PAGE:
I love the Jordan 5k, which is part of the Subaru Niagara Running Series. It’s flat, fast and familiar. It’s an out-and-back course that takes you along some quiet country roads in Lincoln, Ont., which is just outside of St. Catharines. There’s one water station near the halfway point, traffic is well controlled and the volunteers are great. The weather always seems to be perfect: it was a little cold in the morning this year, but the sun was out and things warmed up a bit by the time I toed the line.

There was free food for runners at the finish line, including hot dogs, fries and chili (yes, even vegetarian), as well as bananas, apples and granola bars. There were medals for the top three male and female runners overall and in five-year age groups starting from 14 and under. There were also awards for the top male and female masters runners as well as a special medal for anyone who finished in under 20 minutes.

The Jordan 5k also features a 1k fun run for youngsters and technical T-Shirts for those who register early. Since I signed up late, I did not get a shirt this year. But I did get the Sub-20 Club medal and an age group medal for winning the 35-39 mens division. I was 10th overall.

I wasn’t even going to do Jordan this year. Instead, I’ve been focusing on a couple of races later this month. I’d been training really hard and didn’t feel ready, but, a friend talked me into it. Really, I couldn’t help myself.

Having done this race a few times now, I felt like I knew what to expect and set out to do it as fast and hard as I could. There were some fast runners at the front of the pack and they started fast. My plan was to average 3:10 per kilometer for as long as I could and then push to the finish with whatever I had left. My goal is to run a sub-16 minute 5k and I’ve been doing well at holding the pace during the first three kilometers. It’s the last two where I feel like I’m going to die.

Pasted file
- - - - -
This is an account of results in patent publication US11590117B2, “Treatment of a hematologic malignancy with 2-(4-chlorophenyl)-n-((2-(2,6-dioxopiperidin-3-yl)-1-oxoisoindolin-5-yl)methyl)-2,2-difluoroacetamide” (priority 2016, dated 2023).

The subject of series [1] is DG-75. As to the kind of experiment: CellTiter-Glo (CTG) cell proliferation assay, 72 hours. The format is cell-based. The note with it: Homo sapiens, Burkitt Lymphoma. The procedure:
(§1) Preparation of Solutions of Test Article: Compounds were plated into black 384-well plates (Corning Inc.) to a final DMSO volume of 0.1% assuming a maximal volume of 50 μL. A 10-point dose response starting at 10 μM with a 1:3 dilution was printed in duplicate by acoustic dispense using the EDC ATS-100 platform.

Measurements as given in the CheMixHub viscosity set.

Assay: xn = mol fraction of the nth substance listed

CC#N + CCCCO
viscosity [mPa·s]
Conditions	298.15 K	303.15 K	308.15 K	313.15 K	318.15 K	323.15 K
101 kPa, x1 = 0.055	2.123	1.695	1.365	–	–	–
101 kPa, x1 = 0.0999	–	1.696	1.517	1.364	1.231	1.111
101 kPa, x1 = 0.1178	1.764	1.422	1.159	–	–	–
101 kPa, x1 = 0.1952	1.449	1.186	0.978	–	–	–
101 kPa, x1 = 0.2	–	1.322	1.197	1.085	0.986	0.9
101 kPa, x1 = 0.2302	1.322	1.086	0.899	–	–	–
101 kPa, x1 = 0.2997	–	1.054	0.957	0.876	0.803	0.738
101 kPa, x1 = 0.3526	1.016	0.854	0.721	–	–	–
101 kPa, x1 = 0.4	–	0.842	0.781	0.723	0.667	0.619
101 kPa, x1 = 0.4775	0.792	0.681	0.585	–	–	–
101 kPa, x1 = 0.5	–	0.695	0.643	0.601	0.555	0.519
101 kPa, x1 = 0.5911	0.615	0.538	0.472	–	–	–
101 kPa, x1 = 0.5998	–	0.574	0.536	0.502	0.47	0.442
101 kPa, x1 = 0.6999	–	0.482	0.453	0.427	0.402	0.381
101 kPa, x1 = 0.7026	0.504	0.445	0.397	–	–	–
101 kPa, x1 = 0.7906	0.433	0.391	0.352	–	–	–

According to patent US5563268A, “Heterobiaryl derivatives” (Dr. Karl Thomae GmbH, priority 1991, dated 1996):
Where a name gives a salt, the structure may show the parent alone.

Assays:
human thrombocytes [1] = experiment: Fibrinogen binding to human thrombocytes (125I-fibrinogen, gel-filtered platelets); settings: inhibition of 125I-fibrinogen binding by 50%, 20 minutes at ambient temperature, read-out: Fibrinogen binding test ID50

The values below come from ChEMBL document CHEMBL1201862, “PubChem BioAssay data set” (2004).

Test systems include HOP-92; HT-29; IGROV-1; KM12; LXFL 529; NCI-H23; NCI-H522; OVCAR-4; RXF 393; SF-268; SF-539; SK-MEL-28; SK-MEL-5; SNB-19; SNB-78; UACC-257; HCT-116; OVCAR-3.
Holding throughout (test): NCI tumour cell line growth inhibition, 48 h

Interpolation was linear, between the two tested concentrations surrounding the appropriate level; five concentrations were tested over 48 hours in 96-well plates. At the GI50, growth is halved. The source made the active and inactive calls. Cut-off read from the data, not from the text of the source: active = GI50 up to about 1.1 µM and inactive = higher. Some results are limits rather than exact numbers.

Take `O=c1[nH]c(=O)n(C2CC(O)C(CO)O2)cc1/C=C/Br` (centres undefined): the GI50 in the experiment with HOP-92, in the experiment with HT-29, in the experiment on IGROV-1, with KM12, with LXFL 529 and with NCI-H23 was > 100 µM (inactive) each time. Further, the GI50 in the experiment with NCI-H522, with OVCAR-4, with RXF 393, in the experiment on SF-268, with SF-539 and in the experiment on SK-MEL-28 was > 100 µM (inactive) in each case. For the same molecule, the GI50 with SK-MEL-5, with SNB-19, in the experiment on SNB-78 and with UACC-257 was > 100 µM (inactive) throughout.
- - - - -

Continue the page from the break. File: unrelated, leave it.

I typically feel myself start to fade between the kilometers three and four. During the Jordan run, there’s a little grave yard and a big tree close to the end of kilometer four on 19th street where I usually start feeling like I’m dying. This year was no different and I definitely lost some time at that point. Looking back at my Garmin, I was starting to fall off the pace a little earlier than expected: I should have finished 3k in about 9:30 but I was about 15 seconds off. But I did have a really fast start. The timer on the pace vehicle had me clocked at about three minutes for the first kilometer.

I felt like I picked it up during the final kilometer and was making a real push over the last 400 metres. But, I think I was just working harder and not really going anywhere. I was even passed in the final stretch. I remember thinking at the time that it was OK. I was satisfied with my new PR and my age-group win. Later on, I kind of felt like I was actually just settling, if that makes sense. Even though I felt like I didn’t have much left in the tank I regretted not trying to chase him down. I need to remember to save a little for the finish. You live and learn.

Congratulations to Lionel Sanders from Hamilton for winning the race in 14:55 and top female Amelie Kretz with a 16:58. Also, congrats to Jason West, who finished in 19:20 in his first 5k race in 12 years. 

All in all, this was a great way to start the spring racing season and I’m excited for the next two races I have coming up before the end of the month: the Head for the Hills 10k trail race and the DSBN Run 5k. I’m really looking forward to my rest week next week with two new PBs in my sights.

Oh, loved appearing in the Get Out There Magazine video race report for the Jordan 5k. About 30 seconds in you can see the back of my head at the start for the 5k race. I’m the guy in the red Team Running Free shirt.